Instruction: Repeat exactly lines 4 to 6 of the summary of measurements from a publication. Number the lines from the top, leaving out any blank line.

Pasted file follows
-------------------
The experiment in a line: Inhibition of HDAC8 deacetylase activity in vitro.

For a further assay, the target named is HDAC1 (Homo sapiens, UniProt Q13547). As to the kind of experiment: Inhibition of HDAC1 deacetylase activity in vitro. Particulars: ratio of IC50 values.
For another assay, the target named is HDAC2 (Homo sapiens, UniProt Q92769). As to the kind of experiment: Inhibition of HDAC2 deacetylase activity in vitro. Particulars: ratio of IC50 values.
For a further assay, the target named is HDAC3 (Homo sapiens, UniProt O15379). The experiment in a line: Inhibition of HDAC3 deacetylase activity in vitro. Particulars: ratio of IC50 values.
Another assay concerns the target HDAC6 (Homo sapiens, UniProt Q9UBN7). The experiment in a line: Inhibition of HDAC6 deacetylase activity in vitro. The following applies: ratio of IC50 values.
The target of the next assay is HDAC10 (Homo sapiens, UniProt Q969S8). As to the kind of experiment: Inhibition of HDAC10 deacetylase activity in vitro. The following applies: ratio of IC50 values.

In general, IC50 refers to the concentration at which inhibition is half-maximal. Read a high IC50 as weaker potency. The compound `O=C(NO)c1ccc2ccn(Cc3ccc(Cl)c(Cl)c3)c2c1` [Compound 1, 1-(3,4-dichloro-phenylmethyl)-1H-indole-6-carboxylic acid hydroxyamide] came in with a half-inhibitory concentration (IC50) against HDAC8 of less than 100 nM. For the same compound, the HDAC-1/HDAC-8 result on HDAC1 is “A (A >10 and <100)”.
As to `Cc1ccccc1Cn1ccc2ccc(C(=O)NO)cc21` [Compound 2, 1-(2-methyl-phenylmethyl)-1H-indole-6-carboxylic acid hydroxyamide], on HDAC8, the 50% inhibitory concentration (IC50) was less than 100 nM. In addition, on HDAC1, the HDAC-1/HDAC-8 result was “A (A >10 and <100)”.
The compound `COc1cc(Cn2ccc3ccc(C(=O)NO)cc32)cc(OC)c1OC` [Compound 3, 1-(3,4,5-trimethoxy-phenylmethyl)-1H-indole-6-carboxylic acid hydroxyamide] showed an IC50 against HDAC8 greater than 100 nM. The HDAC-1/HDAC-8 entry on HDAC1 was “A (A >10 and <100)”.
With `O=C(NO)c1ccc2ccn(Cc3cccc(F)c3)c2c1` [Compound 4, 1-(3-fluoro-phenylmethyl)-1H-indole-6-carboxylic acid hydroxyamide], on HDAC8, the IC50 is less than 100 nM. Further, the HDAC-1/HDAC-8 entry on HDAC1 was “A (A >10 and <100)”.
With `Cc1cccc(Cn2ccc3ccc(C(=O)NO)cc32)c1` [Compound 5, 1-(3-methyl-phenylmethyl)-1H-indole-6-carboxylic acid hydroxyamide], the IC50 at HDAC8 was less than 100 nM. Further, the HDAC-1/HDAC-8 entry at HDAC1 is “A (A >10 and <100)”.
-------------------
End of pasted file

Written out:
For a further assay, the target named is HDAC3 (Homo sapiens, UniProt O15379). The experiment in a line: Inhibition of HDAC3 deacetylase activity in vitro. Particulars: ratio of IC50 values.
Another assay concerns the target HDAC6 (Homo sapiens, UniProt Q9UBN7). The experiment in a line: Inhibition of HDAC6 deacetylase activity in vitro. The following applies: ratio of IC50 values.
The target of the next assay is HDAC10 (Homo sapiens, UniProt Q969S8). As to the kind of experiment: Inhibition of HDAC10 deacetylase activity in vitro. The following applies: ratio of IC50 values.